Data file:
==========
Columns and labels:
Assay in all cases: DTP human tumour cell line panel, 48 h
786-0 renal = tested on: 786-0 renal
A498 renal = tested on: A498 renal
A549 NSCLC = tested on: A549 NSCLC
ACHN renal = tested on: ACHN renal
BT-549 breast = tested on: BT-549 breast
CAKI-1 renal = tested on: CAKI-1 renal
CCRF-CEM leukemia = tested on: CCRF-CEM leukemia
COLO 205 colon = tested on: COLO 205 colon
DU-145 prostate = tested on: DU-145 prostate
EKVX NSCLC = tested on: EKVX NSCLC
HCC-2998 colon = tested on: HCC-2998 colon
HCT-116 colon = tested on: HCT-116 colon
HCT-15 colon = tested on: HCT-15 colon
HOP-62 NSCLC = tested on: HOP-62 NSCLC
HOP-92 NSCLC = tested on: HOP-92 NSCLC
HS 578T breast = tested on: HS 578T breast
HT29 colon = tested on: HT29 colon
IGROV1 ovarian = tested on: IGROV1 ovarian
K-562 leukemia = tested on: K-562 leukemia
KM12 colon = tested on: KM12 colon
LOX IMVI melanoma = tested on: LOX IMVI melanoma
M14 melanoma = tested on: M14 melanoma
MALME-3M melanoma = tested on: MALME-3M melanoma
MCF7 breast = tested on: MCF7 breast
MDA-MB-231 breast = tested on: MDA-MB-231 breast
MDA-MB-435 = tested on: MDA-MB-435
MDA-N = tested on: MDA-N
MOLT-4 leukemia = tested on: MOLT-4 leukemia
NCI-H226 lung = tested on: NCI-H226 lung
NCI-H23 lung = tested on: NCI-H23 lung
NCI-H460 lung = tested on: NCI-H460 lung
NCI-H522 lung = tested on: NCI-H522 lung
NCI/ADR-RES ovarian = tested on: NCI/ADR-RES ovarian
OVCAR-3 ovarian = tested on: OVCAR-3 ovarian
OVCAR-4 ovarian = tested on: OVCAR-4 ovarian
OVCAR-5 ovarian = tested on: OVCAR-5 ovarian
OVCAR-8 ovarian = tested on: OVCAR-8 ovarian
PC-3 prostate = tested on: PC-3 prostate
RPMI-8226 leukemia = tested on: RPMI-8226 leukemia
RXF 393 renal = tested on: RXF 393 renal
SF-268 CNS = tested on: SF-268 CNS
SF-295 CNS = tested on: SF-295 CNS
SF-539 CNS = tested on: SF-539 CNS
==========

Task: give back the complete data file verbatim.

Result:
Columns and labels:
Assay in all cases: DTP human tumour cell line panel, 48 h
786-0 renal = tested on: 786-0 renal
A498 renal = tested on: A498 renal
A549 NSCLC = tested on: A549 NSCLC
ACHN renal = tested on: ACHN renal
BT-549 breast = tested on: BT-549 breast
CAKI-1 renal = tested on: CAKI-1 renal
CCRF-CEM leukemia = tested on: CCRF-CEM leukemia
COLO 205 colon = tested on: COLO 205 colon
DU-145 prostate = tested on: DU-145 prostate
EKVX NSCLC = tested on: EKVX NSCLC
HCC-2998 colon = tested on: HCC-2998 colon
HCT-116 colon = tested on: HCT-116 colon
HCT-15 colon = tested on: HCT-15 colon
HOP-62 NSCLC = tested on: HOP-62 NSCLC
HOP-92 NSCLC = tested on: HOP-92 NSCLC
HS 578T breast = tested on: HS 578T breast
HT29 colon = tested on: HT29 colon
IGROV1 ovarian = tested on: IGROV1 ovarian
K-562 leukemia = tested on: K-562 leukemia
KM12 colon = tested on: KM12 colon
LOX IMVI melanoma = tested on: LOX IMVI melanoma
M14 melanoma = tested on: M14 melanoma
MALME-3M melanoma = tested on: MALME-3M melanoma
MCF7 breast = tested on: MCF7 breast
MDA-MB-231 breast = tested on: MDA-MB-231 breast
MDA-MB-435 = tested on: MDA-MB-435
MDA-N = tested on: MDA-N
MOLT-4 leukemia = tested on: MOLT-4 leukemia
NCI-H226 lung = tested on: NCI-H226 lung
NCI-H23 lung = tested on: NCI-H23 lung
NCI-H460 lung = tested on: NCI-H460 lung
NCI-H522 lung = tested on: NCI-H522 lung
NCI/ADR-RES ovarian = tested on: NCI/ADR-RES ovarian
OVCAR-3 ovarian = tested on: OVCAR-3 ovarian
OVCAR-4 ovarian = tested on: OVCAR-4 ovarian
OVCAR-5 ovarian = tested on: OVCAR-5 ovarian
OVCAR-8 ovarian = tested on: OVCAR-8 ovarian
PC-3 prostate = tested on: PC-3 prostate
RPMI-8226 leukemia = tested on: RPMI-8226 leukemia
RXF 393 renal = tested on: RXF 393 renal
SF-268 CNS = tested on: SF-268 CNS
SF-295 CNS = tested on: SF-295 CNS
SF-539 CNS = tested on: SF-539 CNS